We found out we were unexpectedly expecting in April. I’m ashamed to say that I was not at all glad about this; me, mother of five wonderful humans. I was near to turning forty. The morning I took the test (in a Target bathroom, the family one), I’d gone with my oldest daughter to enroll her in high school. Stephen had lost his job right around the time of the positive pregnancy test, so the timing was horrible.
Turning forty is weird. Jane, the youngest, would be starting Kindergarten. What would I do with myself all day with no little ones at home? And since Jane had come along, there’d been no other babies, though we’d been open to more. I had settled on directing my aging self into becoming one of those older yoga ladies in the Athleta catalogue. Mornings, I’d be the Athleta lady, all yoga and zen and slim-ness, and in the evenings, I’d be more like the ladies in the Sundance catalogue, all tan and fresh and western and artsy. The idea of me, forty, looking too old to be pregnant, sporting a big belly on my approaching birthday, and then lugging a car seat not long after, took some getting my head around.
But I did get my head around it. I made an appointment and went in for my ultrasound, and I saw a real live little Mosley. Moving his little gummy bear hands. Living, just like his siblings, maybe ginger-haired, certainly chubby-cheeked and funny. And we told the children, who danced and jumped and added to our happiness. And we called a man to come turn the useless back porch into a nursery, and my mom bought me a pretty crib and a nursery lamp and I grew a belly and cradled it at church and felt proud to be a mama to six, because I’m near forty now, and I don’t care what people think.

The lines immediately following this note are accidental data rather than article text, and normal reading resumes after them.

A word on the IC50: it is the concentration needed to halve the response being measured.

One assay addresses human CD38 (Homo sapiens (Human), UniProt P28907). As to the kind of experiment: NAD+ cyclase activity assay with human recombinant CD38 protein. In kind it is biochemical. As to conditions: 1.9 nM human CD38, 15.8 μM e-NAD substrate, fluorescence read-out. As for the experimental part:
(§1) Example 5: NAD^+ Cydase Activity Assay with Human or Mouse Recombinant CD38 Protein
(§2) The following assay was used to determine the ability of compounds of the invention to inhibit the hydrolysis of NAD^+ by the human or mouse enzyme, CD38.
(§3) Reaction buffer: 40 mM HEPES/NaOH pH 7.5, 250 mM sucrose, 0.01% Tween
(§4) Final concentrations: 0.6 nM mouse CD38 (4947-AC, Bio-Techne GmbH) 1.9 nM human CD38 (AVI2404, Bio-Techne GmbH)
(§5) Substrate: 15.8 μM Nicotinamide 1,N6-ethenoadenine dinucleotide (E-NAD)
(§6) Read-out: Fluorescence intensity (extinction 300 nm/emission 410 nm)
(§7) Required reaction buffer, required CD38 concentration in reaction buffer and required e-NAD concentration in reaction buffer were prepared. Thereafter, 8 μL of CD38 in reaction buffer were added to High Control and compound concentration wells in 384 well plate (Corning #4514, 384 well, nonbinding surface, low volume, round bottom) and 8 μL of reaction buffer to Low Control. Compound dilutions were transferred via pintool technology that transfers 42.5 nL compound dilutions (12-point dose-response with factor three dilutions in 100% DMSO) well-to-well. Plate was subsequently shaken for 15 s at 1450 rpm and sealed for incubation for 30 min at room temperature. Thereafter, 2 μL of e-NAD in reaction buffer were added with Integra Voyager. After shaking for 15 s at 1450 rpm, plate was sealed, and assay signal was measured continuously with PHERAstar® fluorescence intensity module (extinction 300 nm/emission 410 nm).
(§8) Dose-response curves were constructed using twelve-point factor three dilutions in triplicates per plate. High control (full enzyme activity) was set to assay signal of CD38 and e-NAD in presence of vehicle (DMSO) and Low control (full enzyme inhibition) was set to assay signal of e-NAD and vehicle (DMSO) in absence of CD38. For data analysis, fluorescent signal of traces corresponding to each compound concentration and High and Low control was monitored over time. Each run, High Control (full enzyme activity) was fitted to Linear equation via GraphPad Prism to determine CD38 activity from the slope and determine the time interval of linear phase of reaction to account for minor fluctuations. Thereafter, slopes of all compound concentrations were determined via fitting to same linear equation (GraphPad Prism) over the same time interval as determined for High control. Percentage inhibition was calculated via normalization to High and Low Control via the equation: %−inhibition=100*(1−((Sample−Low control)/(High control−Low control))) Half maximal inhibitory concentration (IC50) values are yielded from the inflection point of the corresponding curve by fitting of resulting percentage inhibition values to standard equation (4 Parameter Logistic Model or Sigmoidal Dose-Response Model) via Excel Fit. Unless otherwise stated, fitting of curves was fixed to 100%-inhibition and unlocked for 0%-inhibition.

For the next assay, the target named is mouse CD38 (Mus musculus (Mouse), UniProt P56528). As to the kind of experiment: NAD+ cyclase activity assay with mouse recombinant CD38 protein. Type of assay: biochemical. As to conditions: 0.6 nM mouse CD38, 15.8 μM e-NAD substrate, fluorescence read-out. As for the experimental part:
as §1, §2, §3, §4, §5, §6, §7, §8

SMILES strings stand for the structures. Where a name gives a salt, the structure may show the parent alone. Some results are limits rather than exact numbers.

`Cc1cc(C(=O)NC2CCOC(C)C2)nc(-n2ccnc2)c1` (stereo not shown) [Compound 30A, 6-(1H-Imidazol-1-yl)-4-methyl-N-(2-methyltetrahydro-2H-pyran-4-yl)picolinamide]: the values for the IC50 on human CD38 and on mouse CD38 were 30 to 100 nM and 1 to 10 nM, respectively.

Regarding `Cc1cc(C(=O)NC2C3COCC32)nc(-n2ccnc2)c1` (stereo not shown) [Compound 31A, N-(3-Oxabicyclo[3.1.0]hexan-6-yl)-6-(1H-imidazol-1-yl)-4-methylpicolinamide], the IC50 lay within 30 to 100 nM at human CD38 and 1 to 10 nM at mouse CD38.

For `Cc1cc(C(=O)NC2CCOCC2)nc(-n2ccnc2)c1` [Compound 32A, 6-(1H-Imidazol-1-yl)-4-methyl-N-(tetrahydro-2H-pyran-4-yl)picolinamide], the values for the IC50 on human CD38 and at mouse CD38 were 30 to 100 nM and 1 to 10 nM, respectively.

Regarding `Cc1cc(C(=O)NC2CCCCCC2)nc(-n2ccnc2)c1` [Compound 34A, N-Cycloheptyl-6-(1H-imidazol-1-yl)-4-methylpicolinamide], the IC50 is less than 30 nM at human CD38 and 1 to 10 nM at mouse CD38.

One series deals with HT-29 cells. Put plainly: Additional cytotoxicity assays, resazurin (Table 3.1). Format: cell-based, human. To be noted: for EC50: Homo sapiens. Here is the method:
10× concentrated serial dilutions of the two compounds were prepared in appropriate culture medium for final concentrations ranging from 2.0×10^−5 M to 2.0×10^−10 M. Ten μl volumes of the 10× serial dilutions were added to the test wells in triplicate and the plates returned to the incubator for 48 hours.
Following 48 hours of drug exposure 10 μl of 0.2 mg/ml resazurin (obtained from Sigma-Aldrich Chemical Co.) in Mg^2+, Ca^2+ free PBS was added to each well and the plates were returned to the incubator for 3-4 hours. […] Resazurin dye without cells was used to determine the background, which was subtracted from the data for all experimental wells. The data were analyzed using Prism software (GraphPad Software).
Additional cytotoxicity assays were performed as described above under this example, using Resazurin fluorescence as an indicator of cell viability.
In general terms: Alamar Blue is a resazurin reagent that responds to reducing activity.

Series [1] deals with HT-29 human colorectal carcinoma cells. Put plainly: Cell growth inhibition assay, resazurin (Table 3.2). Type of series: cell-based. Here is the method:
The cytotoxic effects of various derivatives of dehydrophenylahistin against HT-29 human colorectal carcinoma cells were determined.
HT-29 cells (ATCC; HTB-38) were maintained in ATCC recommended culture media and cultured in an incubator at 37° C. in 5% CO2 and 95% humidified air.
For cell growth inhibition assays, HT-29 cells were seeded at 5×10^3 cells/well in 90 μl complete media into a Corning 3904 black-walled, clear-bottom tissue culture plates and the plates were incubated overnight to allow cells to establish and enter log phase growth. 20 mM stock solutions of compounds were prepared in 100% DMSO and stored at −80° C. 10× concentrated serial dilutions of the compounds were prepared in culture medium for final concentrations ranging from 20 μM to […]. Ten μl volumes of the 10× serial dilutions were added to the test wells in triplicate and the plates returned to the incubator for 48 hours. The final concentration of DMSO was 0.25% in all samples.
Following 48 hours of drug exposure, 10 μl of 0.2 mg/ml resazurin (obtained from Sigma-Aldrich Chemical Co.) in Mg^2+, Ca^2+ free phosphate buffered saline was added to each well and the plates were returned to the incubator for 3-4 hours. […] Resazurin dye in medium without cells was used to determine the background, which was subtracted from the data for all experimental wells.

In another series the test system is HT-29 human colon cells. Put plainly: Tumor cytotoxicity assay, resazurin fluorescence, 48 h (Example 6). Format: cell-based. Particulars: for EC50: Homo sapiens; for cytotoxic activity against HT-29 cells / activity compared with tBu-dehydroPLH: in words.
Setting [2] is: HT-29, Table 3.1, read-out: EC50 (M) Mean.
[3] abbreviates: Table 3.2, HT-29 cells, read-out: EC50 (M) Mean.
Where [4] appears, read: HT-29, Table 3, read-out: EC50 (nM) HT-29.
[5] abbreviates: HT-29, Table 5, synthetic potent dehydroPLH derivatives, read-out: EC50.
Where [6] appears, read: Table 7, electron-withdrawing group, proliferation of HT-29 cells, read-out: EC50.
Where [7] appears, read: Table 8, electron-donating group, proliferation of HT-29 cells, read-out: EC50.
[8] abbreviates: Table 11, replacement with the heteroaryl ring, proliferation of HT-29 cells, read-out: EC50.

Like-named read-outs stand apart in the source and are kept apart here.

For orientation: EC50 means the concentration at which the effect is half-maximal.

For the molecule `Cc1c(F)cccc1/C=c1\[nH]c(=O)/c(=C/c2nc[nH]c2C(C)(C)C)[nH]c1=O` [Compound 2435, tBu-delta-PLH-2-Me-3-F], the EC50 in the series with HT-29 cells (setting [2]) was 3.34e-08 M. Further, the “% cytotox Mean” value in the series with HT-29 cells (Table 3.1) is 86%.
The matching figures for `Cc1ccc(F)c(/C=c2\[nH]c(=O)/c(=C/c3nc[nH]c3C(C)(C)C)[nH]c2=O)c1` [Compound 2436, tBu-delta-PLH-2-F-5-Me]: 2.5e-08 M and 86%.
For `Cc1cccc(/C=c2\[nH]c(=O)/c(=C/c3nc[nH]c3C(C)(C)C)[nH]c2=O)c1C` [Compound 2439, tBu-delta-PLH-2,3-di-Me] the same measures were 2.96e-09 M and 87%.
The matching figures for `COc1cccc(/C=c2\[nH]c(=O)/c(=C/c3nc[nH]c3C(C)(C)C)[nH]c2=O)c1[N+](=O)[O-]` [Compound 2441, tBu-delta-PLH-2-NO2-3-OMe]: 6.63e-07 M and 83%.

On Fourth of July weekend, we went to my mom’s house to celebrate my birthday with fireworks. We went to the farmer’s market with a good friend in the early morning, and while there, I noticed I was bleeding some. By the afternoon, the bleeding was heavy and the baby was gone. I collected what I could in a jar—the odd remains of a life that was only hopes and wishes, in a kitchen jar. I sat in my childhood bedroom and cried, and my sister and mom and aunt checked on me and sat silently with me and brought me cookies and tea and medicine.
A miscarriage is a strange sort of death. Because something died inside of me, I have been, myself, a grave. I have carried life and I have carried death inside of me. This loss feels like whiplash, like asking for bread and being handed a snake. It’s fresh, and I want to write about it, but the words aren’t really coming out the way I want them to just yet. But I want to share it, even so, because this little one feels like a part of our family as much as Abigail, Lilly, Jacob, Henry, and Jane, and I feel a little silly saying so, because I didn’t know this child, and it doesn’t make sense. But, this is how it is. I’m angry about it, too, but it doesn’t worry me anymore that I’m angry, and I think that’s a good start.